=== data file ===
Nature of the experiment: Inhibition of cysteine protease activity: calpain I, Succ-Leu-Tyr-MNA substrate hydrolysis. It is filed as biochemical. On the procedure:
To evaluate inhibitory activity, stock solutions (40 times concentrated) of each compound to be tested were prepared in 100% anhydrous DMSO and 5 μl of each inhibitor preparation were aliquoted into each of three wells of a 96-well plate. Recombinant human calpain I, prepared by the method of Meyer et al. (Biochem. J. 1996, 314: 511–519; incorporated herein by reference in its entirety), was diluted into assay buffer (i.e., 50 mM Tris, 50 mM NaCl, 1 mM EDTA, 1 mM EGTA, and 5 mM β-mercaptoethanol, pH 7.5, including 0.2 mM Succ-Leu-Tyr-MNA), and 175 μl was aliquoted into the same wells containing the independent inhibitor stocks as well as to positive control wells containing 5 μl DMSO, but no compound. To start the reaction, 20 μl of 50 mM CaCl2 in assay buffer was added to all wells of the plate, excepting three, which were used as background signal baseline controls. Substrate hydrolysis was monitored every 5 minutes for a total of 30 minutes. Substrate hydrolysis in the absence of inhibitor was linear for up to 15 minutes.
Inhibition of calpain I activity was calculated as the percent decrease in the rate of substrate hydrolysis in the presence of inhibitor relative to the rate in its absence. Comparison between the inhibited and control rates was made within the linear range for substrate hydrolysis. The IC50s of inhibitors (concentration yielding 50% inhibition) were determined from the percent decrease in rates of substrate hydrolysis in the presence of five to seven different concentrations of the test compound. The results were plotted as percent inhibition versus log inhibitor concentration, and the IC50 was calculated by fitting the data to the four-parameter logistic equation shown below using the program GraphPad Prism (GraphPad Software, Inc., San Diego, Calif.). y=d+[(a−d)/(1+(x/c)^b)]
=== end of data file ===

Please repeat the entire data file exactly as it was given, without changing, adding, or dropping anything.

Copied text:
Nature of the experiment: Inhibition of cysteine protease activity: calpain I, Succ-Leu-Tyr-MNA substrate hydrolysis. It is filed as biochemical. On the procedure:
To evaluate inhibitory activity, stock solutions (40 times concentrated) of each compound to be tested were prepared in 100% anhydrous DMSO and 5 μl of each inhibitor preparation were aliquoted into each of three wells of a 96-well plate. Recombinant human calpain I, prepared by the method of Meyer et al. (Biochem. J. 1996, 314: 511–519; incorporated herein by reference in its entirety), was diluted into assay buffer (i.e., 50 mM Tris, 50 mM NaCl, 1 mM EDTA, 1 mM EGTA, and 5 mM β-mercaptoethanol, pH 7.5, including 0.2 mM Succ-Leu-Tyr-MNA), and 175 μl was aliquoted into the same wells containing the independent inhibitor stocks as well as to positive control wells containing 5 μl DMSO, but no compound. To start the reaction, 20 μl of 50 mM CaCl2 in assay buffer was added to all wells of the plate, excepting three, which were used as background signal baseline controls. Substrate hydrolysis was monitored every 5 minutes for a total of 30 minutes. Substrate hydrolysis in the absence of inhibitor was linear for up to 15 minutes.
Inhibition of calpain I activity was calculated as the percent decrease in the rate of substrate hydrolysis in the presence of inhibitor relative to the rate in its absence. Comparison between the inhibited and control rates was made within the linear range for substrate hydrolysis. The IC50s of inhibitors (concentration yielding 50% inhibition) were determined from the percent decrease in rates of substrate hydrolysis in the presence of five to seven different concentrations of the test compound. The results were plotted as percent inhibition versus log inhibitor concentration, and the IC50 was calculated by fitting the data to the four-parameter logistic equation shown below using the program GraphPad Prism (GraphPad Software, Inc., San Diego, Calif.). y=d+[(a−d)/(1+(x/c)^b)]